Environmental Footprints: Print Vs. Digital

More and more, as humans, we are seeing the absolute need to be more environmentally conscious both individually and as a collective society.  On an individual level, we’re taking strides to use less water — turning off the foucet while brushing your teeth or doing the dishes and we’re recycling more — in the pasty 20 years the amount of recycled materials has jumped by almost twenty percent.  Aside from our individual efforts, companies are constantly looking for ways to reduce waste.  Today, we’re going to take a look at how both print and digital effect the environment.

There is a common misconception that print is more environmentally damaging than print — but studies and facts show not only that this is untrue, but also that digital can prove to be more hazardous than other communication methods.  An article from Fineline Printing Group, “Printing Misconceptions #2; Electronic Communication is more Environmentally Friendly than Print,”  shows us the following facts:

  • Carbon dioxide emissions from making a CD are four times higher than from printing a 100 page, four-color annual report.
  • Printing is the only medium with a one-time carbon footprint. All other media require energy every time they are viewed and booted up.
  • Electronic devices often require the mining and refining of numerous minerals and metals, as well as the use of plastics, hydrocarbon solvents, and other non renewable resources.
  • Adverse health effects from producing an e-reader are 70 times worse than producing books.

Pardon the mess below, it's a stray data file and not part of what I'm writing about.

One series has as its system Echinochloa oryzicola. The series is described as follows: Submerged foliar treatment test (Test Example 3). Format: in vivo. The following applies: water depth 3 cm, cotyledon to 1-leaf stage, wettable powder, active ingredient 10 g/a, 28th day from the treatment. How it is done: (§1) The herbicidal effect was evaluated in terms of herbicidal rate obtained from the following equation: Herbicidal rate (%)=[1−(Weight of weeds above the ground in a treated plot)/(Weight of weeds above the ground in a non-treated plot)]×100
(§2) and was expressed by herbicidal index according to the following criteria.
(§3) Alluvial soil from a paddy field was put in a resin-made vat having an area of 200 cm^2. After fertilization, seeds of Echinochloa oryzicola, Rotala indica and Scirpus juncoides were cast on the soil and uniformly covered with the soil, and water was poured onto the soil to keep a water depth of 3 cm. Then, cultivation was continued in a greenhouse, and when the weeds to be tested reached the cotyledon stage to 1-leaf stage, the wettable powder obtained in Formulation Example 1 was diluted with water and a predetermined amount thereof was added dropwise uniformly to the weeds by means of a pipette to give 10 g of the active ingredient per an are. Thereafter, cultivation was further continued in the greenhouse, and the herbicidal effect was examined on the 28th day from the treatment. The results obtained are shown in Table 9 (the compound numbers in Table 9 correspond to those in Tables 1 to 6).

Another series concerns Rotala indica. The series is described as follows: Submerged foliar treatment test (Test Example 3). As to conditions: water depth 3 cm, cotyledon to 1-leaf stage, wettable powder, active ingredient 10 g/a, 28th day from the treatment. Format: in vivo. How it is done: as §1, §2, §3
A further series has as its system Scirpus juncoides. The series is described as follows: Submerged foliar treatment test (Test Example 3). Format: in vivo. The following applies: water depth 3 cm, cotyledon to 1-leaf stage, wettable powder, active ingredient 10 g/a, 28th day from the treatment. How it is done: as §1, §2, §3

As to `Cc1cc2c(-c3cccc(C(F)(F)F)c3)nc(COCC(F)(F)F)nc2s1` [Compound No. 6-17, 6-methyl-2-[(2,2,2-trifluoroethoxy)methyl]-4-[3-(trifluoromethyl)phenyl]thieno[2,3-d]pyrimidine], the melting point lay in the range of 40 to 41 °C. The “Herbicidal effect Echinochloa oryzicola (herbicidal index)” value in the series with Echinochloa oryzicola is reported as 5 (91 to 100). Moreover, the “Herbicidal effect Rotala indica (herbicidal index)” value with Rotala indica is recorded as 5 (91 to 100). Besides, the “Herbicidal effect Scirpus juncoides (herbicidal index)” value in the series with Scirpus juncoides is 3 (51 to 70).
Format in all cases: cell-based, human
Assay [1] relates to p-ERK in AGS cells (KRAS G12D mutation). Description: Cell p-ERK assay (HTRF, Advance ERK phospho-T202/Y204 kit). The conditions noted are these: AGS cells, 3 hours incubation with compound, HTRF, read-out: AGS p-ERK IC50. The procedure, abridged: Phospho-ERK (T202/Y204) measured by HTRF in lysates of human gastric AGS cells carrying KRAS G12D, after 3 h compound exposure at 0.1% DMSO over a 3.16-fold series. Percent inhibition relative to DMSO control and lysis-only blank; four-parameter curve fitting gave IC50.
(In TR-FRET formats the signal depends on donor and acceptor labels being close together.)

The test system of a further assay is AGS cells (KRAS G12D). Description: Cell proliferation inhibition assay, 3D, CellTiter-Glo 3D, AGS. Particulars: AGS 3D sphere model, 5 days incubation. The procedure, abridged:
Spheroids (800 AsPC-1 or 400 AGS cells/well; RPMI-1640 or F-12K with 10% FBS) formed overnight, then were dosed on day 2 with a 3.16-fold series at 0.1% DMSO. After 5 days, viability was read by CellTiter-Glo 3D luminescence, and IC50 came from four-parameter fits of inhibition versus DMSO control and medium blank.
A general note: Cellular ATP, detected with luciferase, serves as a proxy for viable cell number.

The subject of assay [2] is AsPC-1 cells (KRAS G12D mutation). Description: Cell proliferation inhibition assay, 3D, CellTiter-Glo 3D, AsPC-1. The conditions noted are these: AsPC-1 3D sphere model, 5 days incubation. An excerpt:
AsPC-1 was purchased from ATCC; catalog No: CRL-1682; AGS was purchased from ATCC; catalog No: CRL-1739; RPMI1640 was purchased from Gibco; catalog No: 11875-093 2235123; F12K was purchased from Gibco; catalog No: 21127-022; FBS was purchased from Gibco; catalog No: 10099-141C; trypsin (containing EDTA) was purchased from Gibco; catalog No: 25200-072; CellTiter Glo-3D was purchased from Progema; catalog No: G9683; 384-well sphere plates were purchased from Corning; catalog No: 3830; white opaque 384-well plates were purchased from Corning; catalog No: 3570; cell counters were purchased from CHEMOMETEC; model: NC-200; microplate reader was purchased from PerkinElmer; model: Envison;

Finally, the article went on to discuss electronic waste or e-waste.  What happens after a laptop is no longer useful or it’s time to upgrade to a new phone — where’s that old phone go?

  • Worldwide 20 to 50 million metric tons of e‐waste are disposed each year.
  • E‐waste is still the fastest growing municipal waste stream in the U.S.

Furthermore, digital print’s carbon footprint is minimal — it emits little to no VOCs and almost any waste created by a digital printing press can be reused in the digital printing process.  Finally, while 58 percent of the harvested trees are used for energy, only 11 percent of those trees are used to create paper.

Print is not only an effective form of communication, it’s also continuously striving toward environmental excellence.  Both print and digital will have their impact, it’s up to us, the users, to ensure we recycle our printed material and properly dispose of our discarded digital devices.

Timothy Freeman
Print & Graphic Communications Association


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